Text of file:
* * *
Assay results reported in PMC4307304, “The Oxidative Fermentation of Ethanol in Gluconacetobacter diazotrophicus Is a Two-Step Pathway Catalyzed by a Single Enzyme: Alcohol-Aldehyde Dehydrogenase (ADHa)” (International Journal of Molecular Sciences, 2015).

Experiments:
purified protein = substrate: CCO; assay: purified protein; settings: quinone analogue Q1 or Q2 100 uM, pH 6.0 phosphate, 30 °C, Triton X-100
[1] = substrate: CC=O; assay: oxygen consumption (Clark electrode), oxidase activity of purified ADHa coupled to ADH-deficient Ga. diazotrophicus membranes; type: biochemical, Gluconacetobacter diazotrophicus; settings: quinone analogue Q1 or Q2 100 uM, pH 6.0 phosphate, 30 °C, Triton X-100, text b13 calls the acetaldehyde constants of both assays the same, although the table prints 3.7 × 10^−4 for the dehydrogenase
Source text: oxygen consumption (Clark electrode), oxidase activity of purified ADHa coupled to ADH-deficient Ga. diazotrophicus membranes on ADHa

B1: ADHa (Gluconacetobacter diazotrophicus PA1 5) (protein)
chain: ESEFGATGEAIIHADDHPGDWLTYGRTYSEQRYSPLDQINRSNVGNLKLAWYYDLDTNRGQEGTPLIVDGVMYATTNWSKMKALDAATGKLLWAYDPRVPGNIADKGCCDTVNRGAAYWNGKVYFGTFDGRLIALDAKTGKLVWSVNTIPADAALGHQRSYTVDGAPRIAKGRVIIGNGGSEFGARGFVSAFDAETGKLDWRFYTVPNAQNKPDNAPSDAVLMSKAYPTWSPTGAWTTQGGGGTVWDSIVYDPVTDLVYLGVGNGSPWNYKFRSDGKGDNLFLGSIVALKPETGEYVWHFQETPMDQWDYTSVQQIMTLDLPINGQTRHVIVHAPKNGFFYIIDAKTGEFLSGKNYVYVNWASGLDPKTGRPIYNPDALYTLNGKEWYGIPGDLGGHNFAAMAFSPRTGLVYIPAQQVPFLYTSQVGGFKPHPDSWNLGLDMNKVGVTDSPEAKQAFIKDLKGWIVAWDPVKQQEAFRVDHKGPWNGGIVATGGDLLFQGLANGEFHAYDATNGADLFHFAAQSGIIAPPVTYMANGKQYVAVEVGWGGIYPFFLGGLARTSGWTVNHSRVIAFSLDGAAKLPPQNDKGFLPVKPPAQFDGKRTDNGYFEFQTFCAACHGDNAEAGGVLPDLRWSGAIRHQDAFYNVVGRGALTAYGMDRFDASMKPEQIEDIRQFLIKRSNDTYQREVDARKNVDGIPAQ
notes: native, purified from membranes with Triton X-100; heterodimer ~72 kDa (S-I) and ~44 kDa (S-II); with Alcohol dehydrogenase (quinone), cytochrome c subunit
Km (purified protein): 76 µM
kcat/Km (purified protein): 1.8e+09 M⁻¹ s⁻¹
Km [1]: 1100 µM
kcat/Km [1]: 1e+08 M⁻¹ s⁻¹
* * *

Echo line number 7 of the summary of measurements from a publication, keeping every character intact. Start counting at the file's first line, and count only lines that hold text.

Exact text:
chain: ESEFGATGEAIIHADDHPGDWLTYGRTYSEQRYSPLDQINRSNVGNLKLAWYYDLDTNRGQEGTPLIVDGVMYATTNWSKMKALDAATGKLLWAYDPRVPGNIADKGCCDTVNRGAAYWNGKVYFGTFDGRLIALDAKTGKLVWSVNTIPADAALGHQRSYTVDGAPRIAKGRVIIGNGGSEFGARGFVSAFDAETGKLDWRFYTVPNAQNKPDNAPSDAVLMSKAYPTWSPTGAWTTQGGGGTVWDSIVYDPVTDLVYLGVGNGSPWNYKFRSDGKGDNLFLGSIVALKPETGEYVWHFQETPMDQWDYTSVQQIMTLDLPINGQTRHVIVHAPKNGFFYIIDAKTGEFLSGKNYVYVNWASGLDPKTGRPIYNPDALYTLNGKEWYGIPGDLGGHNFAAMAFSPRTGLVYIPAQQVPFLYTSQVGGFKPHPDSWNLGLDMNKVGVTDSPEAKQAFIKDLKGWIVAWDPVKQQEAFRVDHKGPWNGGIVATGGDLLFQGLANGEFHAYDATNGADLFHFAAQSGIIAPPVTYMANGKQYVAVEVGWGGIYPFFLGGLARTSGWTVNHSRVIAFSLDGAAKLPPQNDKGFLPVKPPAQFDGKRTDNGYFEFQTFCAACHGDNAEAGGVLPDLRWSGAIRHQDAFYNVVGRGALTAYGMDRFDASMKPEQIEDIRQFLIKRSNDTYQREVDARKNVDGIPAQ